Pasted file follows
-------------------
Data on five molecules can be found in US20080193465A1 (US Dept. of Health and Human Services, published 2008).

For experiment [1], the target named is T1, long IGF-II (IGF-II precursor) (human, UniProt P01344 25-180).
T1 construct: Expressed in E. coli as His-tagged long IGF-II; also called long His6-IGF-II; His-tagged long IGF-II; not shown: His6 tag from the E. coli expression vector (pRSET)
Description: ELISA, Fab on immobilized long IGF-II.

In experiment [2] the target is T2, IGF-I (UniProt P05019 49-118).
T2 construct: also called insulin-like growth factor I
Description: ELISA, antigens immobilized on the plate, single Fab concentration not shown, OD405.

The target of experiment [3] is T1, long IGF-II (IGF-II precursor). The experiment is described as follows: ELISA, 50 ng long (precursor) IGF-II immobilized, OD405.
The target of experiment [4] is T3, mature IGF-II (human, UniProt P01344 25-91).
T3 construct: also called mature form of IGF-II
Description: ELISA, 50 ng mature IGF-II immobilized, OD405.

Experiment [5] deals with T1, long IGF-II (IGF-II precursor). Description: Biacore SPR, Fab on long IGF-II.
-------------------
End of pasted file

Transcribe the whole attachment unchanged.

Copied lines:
Data on five molecules can be found in US20080193465A1 (US Dept. of Health and Human Services, published 2008).

For experiment [1], the target named is T1, long IGF-II (IGF-II precursor) (human, UniProt P01344 25-180).
T1 construct: Expressed in E. coli as His-tagged long IGF-II; also called long His6-IGF-II; His-tagged long IGF-II; not shown: His6 tag from the E. coli expression vector (pRSET)
Description: ELISA, Fab on immobilized long IGF-II.

In experiment [2] the target is T2, IGF-I (UniProt P05019 49-118).
T2 construct: also called insulin-like growth factor I
Description: ELISA, antigens immobilized on the plate, single Fab concentration not shown, OD405.

The target of experiment [3] is T1, long IGF-II (IGF-II precursor). The experiment is described as follows: ELISA, 50 ng long (precursor) IGF-II immobilized, OD405.
The target of experiment [4] is T3, mature IGF-II (human, UniProt P01344 25-91).
T3 construct: also called mature form of IGF-II
Description: ELISA, 50 ng mature IGF-II immobilized, OD405.

Experiment [5] deals with T1, long IGF-II (IGF-II precursor). Description: Biacore SPR, Fab on long IGF-II.